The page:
Should doctors and hospitals treat caregiving as an obvious health risk?
The long-term care (LTC) subcommittee at the Advisory Council on Alzheimer’s Research, Care and Services has given that assessment in a package of recommendations made to the council.
Council members discussed the recommendations earlier this week at a meeting in Washington.
Congress included the law that created the advisory council in the National Alzheimer’s Project Act of 2011 (NAPA). The council is supposed to help its parent, the U.S. Department of Health and Human Services (HHS) come up with a plan for preventing and curing Alzheimer’s by 2025.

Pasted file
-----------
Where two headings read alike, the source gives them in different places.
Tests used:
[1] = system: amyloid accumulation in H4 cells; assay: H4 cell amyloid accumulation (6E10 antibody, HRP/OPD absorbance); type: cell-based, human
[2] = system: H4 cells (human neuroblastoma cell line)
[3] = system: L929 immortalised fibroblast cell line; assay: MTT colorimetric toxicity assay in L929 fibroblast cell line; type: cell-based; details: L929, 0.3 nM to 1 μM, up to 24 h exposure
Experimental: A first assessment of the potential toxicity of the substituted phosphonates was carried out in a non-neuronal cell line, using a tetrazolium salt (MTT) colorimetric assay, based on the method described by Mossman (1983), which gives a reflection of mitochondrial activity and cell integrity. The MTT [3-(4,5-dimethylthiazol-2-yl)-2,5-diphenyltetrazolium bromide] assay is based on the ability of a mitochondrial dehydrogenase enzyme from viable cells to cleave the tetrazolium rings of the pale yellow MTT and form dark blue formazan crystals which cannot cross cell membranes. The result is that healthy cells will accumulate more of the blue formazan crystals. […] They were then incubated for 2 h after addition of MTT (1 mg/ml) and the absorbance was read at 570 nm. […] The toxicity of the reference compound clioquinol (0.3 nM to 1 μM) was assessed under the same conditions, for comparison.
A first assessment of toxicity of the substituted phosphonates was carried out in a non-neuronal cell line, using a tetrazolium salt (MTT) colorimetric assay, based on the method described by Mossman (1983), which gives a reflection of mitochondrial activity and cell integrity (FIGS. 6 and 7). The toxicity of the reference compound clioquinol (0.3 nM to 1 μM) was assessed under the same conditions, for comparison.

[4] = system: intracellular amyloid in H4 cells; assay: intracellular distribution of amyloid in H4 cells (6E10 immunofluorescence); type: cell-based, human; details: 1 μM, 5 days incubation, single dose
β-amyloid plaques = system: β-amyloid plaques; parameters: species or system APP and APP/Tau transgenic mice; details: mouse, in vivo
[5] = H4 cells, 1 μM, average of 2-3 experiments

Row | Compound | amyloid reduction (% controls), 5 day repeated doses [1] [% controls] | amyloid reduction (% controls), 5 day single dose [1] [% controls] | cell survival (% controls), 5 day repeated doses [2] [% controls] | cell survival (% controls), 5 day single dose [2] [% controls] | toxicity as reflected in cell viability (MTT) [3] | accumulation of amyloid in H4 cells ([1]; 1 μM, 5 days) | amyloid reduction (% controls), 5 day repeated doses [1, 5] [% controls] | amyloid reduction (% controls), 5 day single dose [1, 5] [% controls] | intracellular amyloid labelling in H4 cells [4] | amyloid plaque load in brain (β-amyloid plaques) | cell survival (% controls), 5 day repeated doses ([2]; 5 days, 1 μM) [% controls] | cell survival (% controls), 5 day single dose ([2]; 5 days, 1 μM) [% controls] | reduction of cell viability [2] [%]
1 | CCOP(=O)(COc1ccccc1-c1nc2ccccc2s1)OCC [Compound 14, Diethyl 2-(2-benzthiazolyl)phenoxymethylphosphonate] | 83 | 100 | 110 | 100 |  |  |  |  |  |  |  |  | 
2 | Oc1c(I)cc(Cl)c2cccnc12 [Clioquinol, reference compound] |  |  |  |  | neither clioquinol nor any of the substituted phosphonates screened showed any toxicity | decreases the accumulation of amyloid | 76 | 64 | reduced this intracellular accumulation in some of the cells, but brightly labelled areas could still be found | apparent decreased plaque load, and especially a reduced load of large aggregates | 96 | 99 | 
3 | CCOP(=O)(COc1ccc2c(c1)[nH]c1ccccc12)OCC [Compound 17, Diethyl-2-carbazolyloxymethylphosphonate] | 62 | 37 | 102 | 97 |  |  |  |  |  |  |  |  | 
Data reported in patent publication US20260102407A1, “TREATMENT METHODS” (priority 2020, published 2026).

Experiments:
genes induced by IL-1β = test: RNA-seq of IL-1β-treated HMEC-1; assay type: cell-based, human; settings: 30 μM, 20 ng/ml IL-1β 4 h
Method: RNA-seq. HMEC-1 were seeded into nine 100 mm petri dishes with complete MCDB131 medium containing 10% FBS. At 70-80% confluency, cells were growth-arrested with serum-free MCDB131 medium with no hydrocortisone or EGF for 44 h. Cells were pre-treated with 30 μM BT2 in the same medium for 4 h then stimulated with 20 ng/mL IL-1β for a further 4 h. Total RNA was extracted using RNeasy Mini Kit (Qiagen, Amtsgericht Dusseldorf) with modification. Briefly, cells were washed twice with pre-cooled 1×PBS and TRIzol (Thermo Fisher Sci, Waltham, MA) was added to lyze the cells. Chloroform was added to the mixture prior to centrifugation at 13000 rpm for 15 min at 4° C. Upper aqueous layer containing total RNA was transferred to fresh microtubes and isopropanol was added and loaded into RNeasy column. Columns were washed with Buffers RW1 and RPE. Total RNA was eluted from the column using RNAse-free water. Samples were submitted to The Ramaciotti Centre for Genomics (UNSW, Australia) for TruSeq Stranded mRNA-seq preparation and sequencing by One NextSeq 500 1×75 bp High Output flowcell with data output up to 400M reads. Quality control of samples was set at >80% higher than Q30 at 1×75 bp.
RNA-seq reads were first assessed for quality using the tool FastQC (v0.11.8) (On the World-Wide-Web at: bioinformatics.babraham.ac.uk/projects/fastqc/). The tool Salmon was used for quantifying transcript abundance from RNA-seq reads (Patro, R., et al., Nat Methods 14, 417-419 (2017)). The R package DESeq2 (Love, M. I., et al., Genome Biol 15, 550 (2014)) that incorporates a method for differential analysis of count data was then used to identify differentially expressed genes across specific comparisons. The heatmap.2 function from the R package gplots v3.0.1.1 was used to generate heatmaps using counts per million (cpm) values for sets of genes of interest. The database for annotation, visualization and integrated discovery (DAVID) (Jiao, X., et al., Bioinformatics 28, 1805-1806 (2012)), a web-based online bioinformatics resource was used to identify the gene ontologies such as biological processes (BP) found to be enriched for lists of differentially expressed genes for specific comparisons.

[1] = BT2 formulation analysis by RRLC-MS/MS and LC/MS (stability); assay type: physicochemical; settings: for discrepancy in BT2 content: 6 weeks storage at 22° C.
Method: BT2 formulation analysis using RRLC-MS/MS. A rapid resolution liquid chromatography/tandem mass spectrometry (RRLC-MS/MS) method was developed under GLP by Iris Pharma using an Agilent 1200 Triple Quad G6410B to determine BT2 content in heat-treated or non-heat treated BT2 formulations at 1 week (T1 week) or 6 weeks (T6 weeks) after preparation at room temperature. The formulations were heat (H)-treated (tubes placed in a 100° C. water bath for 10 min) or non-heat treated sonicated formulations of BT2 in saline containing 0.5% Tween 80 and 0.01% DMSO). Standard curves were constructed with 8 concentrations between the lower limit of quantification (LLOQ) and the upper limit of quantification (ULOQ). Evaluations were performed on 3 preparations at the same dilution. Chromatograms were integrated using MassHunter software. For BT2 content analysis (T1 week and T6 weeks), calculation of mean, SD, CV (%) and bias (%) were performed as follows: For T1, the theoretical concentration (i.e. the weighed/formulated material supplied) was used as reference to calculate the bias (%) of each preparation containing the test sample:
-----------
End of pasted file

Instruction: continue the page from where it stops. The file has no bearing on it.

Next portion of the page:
The council also is supposed to come up for strategies for improving support for people with dementia and their relatives.
Dealing with the problems by simply making Alzheimer’s go away, now, is not a realistic option, council members acknowledged.
“A prevention or cure is not imminent,” members of the council’s clinical care subcommittee said in a presentation prepared for the council meeting.
In a discussion of paraprofessional caregiver training, for example, the LTC subcommittee said authorities “should require that paraprofessional caregivers receive at least 10 hours of dementia specific training from a reliable source.”